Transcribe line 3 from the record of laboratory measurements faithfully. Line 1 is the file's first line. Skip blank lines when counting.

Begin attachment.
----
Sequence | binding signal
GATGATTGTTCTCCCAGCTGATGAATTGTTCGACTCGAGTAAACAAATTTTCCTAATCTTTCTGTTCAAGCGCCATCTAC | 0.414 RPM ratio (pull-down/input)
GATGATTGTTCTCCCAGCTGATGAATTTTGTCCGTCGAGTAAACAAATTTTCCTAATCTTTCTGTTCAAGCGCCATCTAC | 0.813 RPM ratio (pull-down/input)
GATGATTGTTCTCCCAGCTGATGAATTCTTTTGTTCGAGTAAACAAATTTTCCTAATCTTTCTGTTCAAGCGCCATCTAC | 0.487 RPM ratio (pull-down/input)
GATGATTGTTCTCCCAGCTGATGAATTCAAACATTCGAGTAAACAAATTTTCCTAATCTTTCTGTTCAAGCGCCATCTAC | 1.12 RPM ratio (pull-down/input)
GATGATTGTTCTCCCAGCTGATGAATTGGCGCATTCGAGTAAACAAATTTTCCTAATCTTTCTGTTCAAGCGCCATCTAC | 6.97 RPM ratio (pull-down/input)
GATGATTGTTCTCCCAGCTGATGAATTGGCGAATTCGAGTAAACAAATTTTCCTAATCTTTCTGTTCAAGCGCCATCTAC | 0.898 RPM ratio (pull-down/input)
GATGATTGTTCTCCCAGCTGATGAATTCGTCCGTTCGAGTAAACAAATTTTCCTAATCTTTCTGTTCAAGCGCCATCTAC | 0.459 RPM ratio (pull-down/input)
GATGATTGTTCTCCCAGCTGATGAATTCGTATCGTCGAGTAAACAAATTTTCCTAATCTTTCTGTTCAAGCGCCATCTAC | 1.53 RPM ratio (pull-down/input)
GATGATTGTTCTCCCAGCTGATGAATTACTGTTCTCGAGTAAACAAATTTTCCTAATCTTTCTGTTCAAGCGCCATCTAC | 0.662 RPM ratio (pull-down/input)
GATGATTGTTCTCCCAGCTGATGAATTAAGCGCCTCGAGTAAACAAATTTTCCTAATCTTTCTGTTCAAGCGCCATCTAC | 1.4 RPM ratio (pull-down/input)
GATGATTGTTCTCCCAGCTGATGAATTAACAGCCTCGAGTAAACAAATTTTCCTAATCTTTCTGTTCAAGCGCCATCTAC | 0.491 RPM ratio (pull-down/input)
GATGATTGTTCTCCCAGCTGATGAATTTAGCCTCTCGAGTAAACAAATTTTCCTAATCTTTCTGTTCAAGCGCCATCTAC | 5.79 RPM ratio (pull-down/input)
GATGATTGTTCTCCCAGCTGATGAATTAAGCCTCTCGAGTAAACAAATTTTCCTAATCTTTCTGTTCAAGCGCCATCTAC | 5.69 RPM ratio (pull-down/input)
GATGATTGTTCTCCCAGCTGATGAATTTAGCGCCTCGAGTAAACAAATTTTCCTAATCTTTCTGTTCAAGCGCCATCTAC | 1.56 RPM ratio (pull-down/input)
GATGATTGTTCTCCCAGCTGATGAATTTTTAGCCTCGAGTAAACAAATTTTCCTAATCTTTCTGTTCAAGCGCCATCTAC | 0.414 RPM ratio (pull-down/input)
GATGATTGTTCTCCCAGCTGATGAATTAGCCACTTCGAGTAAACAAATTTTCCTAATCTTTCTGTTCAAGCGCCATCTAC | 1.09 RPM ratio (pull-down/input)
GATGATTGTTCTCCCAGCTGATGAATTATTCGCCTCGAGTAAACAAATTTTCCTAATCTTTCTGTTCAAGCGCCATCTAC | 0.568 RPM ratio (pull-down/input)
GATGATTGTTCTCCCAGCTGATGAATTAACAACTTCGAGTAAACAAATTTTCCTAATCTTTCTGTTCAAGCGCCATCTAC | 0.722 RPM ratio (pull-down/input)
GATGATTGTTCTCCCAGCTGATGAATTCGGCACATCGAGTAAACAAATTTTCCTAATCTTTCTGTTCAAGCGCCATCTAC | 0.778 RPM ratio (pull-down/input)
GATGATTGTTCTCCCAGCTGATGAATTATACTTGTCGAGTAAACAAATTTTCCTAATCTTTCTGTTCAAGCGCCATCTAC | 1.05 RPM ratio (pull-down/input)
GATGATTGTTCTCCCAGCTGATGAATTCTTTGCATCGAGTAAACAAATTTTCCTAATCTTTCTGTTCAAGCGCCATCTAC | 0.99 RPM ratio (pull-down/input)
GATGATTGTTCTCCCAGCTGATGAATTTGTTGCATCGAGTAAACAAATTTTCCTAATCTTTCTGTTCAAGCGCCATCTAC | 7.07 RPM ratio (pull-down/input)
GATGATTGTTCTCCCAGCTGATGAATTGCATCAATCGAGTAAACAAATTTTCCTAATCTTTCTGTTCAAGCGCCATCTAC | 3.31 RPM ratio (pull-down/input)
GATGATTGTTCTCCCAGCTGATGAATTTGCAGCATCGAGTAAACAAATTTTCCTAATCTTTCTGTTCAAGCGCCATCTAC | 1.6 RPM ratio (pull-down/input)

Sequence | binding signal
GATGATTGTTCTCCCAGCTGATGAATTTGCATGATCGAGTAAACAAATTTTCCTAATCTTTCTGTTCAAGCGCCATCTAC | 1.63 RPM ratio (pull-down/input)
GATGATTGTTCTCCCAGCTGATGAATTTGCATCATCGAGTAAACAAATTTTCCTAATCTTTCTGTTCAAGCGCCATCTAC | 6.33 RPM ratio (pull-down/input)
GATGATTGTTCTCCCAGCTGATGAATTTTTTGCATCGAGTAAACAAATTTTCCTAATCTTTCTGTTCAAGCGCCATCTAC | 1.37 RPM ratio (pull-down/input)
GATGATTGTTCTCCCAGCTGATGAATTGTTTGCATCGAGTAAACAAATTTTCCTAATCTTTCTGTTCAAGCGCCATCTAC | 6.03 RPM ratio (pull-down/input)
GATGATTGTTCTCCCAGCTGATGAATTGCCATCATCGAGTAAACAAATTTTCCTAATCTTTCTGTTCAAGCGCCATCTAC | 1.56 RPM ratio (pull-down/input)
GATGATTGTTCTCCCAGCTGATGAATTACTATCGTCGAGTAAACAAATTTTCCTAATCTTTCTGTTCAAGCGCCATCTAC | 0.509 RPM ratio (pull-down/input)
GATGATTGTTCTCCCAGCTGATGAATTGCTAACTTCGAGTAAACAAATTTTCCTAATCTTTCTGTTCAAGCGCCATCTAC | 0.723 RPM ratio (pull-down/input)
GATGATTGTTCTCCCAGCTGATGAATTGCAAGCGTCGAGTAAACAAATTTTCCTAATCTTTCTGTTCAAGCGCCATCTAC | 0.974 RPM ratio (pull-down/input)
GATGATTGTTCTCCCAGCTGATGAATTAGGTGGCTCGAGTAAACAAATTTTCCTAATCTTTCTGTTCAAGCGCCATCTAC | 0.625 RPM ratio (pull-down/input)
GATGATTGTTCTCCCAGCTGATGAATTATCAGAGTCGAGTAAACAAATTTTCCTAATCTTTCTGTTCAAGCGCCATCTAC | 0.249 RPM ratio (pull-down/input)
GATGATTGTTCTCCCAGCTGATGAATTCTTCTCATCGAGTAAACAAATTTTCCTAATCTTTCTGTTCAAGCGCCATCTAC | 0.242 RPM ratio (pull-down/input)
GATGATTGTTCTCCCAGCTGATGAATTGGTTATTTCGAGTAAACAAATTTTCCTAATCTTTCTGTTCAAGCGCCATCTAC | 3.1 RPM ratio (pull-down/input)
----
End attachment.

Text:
GATGATTGTTCTCCCAGCTGATGAATTTTGTCCGTCGAGTAAACAAATTTTCCTAATCTTTCTGTTCAAGCGCCATCTAC | 0.813 RPM ratio (pull-down/input)